Vic High student among finalists for Loran Award

A Victoria High School student has a chance to earn a Loran Award valued up to $100,000 over four years for undergraduate studies in Canada.

The Loran Scholars Foundation just announced that Sienna Nargang-White is among the top 88 of 5,194 candidates from across Canada. Candidates are judged on evidence of character, commitment to service in the community and leadership potential.

Nargang-White will be participating in the foundation’s national selections, Jan. 31 to Feb. 1 in Toronto.

After the event, the foundation will grant up to 36 Loran Awards.

The awards include annual stipends, tuition waivers from a partner university, mentorship and summer internship funding, as well as annual retreats and forums.

If not selected as a Loran Scholar, she will still receive a $5,000 finalist award.

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Grants available for Family Day events

There is still time for local museums, art galleries, historic places, cultural heritage institutions and Indigenous communities to apply for grants to cover the cost of holding free community events for the upcoming B.C. Family Day.

The grants, offered by the B.C. Museums Association in partnership with the Province of British Columbia, will provide funds to facilities to help cover a portion of the costs from hosting a free community Family Day event.

It will pay for items such as art supplies, staff time, honorariums for knowledge keepers and community elders, facility expenses, equipment rentals or basic refreshments.

“In communities across the province, memories that last a lifetime will be created on Family Day,” said Ryan Hunt, executive director of the B.C. Museums Association. “This funding allows cultural heritage organizations to open their doors to families, building strong connections between British Columbians and our communities’ rich arts, culture, and heritage. We are delighted to work with the Province of British Columbia again to provide financial support to help museums offer accessible special programs to families.”

The grants call for events be held during the B.C. Family Day long weekend, Feb. 14 to 17.

Applications are approved on a first-come, first-served basis. The deadline for applications is 4:30 p.m. Feb. 10, or until all grant funds are allocated.

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Victoria joins call for no-cost contraception

Victoria City Council is behind a proposal to include no-cost contraception medication as an universal health-care service.

This week, council passed a motion to call on the Association of Vancouver Island and Coastal Communities to ask the provincial government to cover all prescription contraception in the province as a universal health-care service — and make it available at no cost to residents.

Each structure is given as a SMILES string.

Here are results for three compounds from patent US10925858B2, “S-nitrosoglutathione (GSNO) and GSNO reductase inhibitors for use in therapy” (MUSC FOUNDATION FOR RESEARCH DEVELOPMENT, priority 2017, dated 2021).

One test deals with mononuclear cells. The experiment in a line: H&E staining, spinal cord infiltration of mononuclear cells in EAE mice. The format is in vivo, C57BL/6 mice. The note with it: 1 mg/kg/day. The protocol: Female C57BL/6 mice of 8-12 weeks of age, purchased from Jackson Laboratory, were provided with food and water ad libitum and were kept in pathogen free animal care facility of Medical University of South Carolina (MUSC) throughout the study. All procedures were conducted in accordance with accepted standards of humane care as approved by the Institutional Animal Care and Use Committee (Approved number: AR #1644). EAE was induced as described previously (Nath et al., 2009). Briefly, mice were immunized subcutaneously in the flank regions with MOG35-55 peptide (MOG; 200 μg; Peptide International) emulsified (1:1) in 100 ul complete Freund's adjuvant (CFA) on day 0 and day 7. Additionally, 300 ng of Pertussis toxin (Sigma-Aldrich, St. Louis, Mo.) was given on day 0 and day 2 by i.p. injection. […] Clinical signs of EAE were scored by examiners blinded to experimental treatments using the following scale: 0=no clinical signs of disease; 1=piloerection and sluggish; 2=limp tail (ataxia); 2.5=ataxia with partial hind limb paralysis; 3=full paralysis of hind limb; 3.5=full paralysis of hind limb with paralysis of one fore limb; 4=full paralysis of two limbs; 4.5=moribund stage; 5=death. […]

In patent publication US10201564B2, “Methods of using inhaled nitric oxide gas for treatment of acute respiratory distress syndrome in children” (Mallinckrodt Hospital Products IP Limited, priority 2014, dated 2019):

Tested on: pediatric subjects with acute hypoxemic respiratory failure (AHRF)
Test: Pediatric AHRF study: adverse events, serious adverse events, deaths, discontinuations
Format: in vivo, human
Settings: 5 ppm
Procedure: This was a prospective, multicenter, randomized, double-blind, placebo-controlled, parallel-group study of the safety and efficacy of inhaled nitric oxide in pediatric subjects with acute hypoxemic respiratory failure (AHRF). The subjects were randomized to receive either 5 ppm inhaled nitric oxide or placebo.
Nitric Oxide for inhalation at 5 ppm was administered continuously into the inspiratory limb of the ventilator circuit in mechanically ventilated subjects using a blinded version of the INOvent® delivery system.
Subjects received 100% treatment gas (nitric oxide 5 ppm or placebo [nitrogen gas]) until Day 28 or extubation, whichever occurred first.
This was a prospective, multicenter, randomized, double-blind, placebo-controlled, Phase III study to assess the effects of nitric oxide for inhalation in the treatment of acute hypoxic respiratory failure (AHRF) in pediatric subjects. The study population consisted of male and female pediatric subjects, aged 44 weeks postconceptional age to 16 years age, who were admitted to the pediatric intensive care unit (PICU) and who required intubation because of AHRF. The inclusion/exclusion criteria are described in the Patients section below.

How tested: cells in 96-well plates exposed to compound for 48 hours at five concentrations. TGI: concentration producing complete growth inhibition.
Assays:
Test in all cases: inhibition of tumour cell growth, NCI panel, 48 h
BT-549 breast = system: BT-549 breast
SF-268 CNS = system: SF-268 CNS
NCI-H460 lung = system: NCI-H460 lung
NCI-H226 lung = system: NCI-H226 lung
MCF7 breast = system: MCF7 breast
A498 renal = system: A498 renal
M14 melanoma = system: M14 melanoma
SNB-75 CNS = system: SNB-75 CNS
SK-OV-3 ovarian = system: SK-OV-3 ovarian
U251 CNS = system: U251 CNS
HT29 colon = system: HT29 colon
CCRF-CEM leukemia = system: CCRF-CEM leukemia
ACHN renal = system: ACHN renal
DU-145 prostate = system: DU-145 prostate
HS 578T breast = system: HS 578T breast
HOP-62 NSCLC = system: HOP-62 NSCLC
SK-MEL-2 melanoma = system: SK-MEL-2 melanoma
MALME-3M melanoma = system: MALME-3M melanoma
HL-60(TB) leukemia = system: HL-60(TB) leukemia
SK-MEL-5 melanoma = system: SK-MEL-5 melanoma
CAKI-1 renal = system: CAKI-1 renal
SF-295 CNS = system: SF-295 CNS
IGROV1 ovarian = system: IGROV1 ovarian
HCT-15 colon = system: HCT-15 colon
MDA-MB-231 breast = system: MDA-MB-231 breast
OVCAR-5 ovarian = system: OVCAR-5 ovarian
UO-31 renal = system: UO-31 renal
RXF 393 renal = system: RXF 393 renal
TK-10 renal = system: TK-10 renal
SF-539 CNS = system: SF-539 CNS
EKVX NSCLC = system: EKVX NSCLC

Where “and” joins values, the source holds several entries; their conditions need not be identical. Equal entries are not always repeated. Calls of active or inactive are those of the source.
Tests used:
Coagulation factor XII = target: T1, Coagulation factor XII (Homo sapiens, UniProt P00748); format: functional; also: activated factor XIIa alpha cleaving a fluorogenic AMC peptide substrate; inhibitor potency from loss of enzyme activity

“It’s fantastic to see Victoria City Council pass this motion and support this important issue as the provincial government considers its inclusion in the upcoming budget,” said Dr. Teale Phelps Bondaroff, committee chair and co-founder of the AccessBC Campaign for free prescription contraception in B.C. “Universal coverage of no-cost prescription contraception is a policy that is supported by sound evidence and would have significant positive impacts for people across the province.”

A 2010 study from Options for Sexual Health estimated that providing universal, no-cost contraception coverage in B.C. would likely cost approximately $50 million — but would save as much as $95 million per year.

Currently, an intrauterine device can cost $75 to $380, oral contraceptive pills can cost $240 a year and hormone injections as much as $180 per annum.

These costs are a significant barrier in accessing contraception for many people in B.C., and make it much harder for B.C. residents to freely make their own reproductive choices. For more information, go to

Drive Pink campaign raises funds for cancer society

Broco Glass and Speedy Glass partnered with the Canadian Cancer Society through the Drive Pink campaign during Breast Cancer Awareness Month, collecting $8,000 to support women living with breast cancer.

During the campaign, the two automotive glass repair and replacement companies donated $2 from every pair of windshield wipers sold, with Trico, the supplier, matching the donation.

“We were very proud to participate in the Drive Pink Campaign with the Canadian Cancer Society,” said Fernando Pierri, Director of Operations for Belron, which owns and operates both brands. “We engaged all our employees across British Columbia in a very successful sales campaign, contributing to such a relevant cause. We would like to thank Trico, our wiper supplier, for participating with us.”

Funds raised through Drive Pink will help local women with breast cancer live their lives more fully through research and services that provide information and help women and their families cope with the disease.